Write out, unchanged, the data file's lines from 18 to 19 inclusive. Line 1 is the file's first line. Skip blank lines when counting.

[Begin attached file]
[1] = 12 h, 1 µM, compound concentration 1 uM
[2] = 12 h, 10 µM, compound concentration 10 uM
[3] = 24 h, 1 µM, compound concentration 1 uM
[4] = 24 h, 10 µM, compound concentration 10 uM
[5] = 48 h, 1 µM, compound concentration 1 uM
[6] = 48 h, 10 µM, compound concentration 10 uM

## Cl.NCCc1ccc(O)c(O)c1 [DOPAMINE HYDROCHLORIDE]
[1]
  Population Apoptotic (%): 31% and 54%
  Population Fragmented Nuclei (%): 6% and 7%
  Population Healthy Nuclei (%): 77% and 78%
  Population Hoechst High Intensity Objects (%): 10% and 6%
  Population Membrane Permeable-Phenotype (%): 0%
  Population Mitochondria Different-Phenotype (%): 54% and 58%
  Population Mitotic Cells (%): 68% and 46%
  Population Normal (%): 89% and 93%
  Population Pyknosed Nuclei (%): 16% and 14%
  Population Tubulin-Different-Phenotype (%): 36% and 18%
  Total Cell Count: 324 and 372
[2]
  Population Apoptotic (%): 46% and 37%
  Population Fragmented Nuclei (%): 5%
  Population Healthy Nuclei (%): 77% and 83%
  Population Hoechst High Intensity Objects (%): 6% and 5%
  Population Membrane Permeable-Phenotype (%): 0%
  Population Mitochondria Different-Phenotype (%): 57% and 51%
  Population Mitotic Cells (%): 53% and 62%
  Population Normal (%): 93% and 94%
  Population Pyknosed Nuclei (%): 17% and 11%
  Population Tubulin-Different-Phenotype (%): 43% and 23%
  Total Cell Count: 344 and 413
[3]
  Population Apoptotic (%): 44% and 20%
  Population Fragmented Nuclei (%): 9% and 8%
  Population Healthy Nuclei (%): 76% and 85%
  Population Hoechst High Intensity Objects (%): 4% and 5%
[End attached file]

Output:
  Population Tubulin-Different-Phenotype (%): 36% and 18%
  Total Cell Count: 324 and 372